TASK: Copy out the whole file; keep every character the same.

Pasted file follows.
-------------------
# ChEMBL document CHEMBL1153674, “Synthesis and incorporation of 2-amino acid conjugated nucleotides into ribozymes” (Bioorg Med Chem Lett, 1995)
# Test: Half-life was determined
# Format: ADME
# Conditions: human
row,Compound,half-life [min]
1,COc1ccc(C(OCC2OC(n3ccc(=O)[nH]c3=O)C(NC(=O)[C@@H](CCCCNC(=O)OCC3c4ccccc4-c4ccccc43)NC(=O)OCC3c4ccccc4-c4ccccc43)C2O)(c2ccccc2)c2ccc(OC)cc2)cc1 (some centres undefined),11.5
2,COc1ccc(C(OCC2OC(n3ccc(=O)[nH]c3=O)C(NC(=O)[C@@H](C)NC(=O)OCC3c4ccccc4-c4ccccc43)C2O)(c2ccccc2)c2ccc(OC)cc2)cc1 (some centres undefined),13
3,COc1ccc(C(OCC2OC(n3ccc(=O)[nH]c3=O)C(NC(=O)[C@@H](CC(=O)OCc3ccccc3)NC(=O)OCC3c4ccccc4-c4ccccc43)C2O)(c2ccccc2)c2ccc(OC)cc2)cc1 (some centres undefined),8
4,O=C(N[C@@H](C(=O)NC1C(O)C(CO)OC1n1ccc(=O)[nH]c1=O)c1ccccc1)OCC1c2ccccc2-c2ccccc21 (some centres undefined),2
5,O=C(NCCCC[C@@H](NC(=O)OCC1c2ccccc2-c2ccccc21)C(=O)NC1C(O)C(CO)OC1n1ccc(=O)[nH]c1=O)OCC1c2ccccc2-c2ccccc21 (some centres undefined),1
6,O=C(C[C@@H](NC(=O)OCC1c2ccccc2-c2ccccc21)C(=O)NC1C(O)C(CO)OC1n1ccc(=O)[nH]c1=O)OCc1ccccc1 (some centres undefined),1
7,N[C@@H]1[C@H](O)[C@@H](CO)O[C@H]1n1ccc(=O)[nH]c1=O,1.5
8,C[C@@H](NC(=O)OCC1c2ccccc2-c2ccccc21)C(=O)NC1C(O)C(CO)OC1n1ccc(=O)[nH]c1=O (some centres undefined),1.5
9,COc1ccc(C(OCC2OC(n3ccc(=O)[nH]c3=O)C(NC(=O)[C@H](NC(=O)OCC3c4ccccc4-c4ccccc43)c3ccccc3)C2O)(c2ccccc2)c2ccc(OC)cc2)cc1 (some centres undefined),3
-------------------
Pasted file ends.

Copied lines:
# ChEMBL document CHEMBL1153674, “Synthesis and incorporation of 2-amino acid conjugated nucleotides into ribozymes” (Bioorg Med Chem Lett, 1995)
# Test: Half-life was determined
# Format: ADME
# Conditions: human
row,Compound,half-life [min]
1,COc1ccc(C(OCC2OC(n3ccc(=O)[nH]c3=O)C(NC(=O)[C@@H](CCCCNC(=O)OCC3c4ccccc4-c4ccccc43)NC(=O)OCC3c4ccccc4-c4ccccc43)C2O)(c2ccccc2)c2ccc(OC)cc2)cc1 (some centres undefined),11.5
2,COc1ccc(C(OCC2OC(n3ccc(=O)[nH]c3=O)C(NC(=O)[C@@H](C)NC(=O)OCC3c4ccccc4-c4ccccc43)C2O)(c2ccccc2)c2ccc(OC)cc2)cc1 (some centres undefined),13
3,COc1ccc(C(OCC2OC(n3ccc(=O)[nH]c3=O)C(NC(=O)[C@@H](CC(=O)OCc3ccccc3)NC(=O)OCC3c4ccccc4-c4ccccc43)C2O)(c2ccccc2)c2ccc(OC)cc2)cc1 (some centres undefined),8
4,O=C(N[C@@H](C(=O)NC1C(O)C(CO)OC1n1ccc(=O)[nH]c1=O)c1ccccc1)OCC1c2ccccc2-c2ccccc21 (some centres undefined),2
5,O=C(NCCCC[C@@H](NC(=O)OCC1c2ccccc2-c2ccccc21)C(=O)NC1C(O)C(CO)OC1n1ccc(=O)[nH]c1=O)OCC1c2ccccc2-c2ccccc21 (some centres undefined),1
6,O=C(C[C@@H](NC(=O)OCC1c2ccccc2-c2ccccc21)C(=O)NC1C(O)C(CO)OC1n1ccc(=O)[nH]c1=O)OCc1ccccc1 (some centres undefined),1
7,N[C@@H]1[C@H](O)[C@@H](CO)O[C@H]1n1ccc(=O)[nH]c1=O,1.5
8,C[C@@H](NC(=O)OCC1c2ccccc2-c2ccccc21)C(=O)NC1C(O)C(CO)OC1n1ccc(=O)[nH]c1=O (some centres undefined),1.5
9,COc1ccc(C(OCC2OC(n3ccc(=O)[nH]c3=O)C(NC(=O)[C@H](NC(=O)OCC3c4ccccc4-c4ccccc43)c3ccccc3)C2O)(c2ccccc2)c2ccc(OC)cc2)cc1 (some centres undefined),3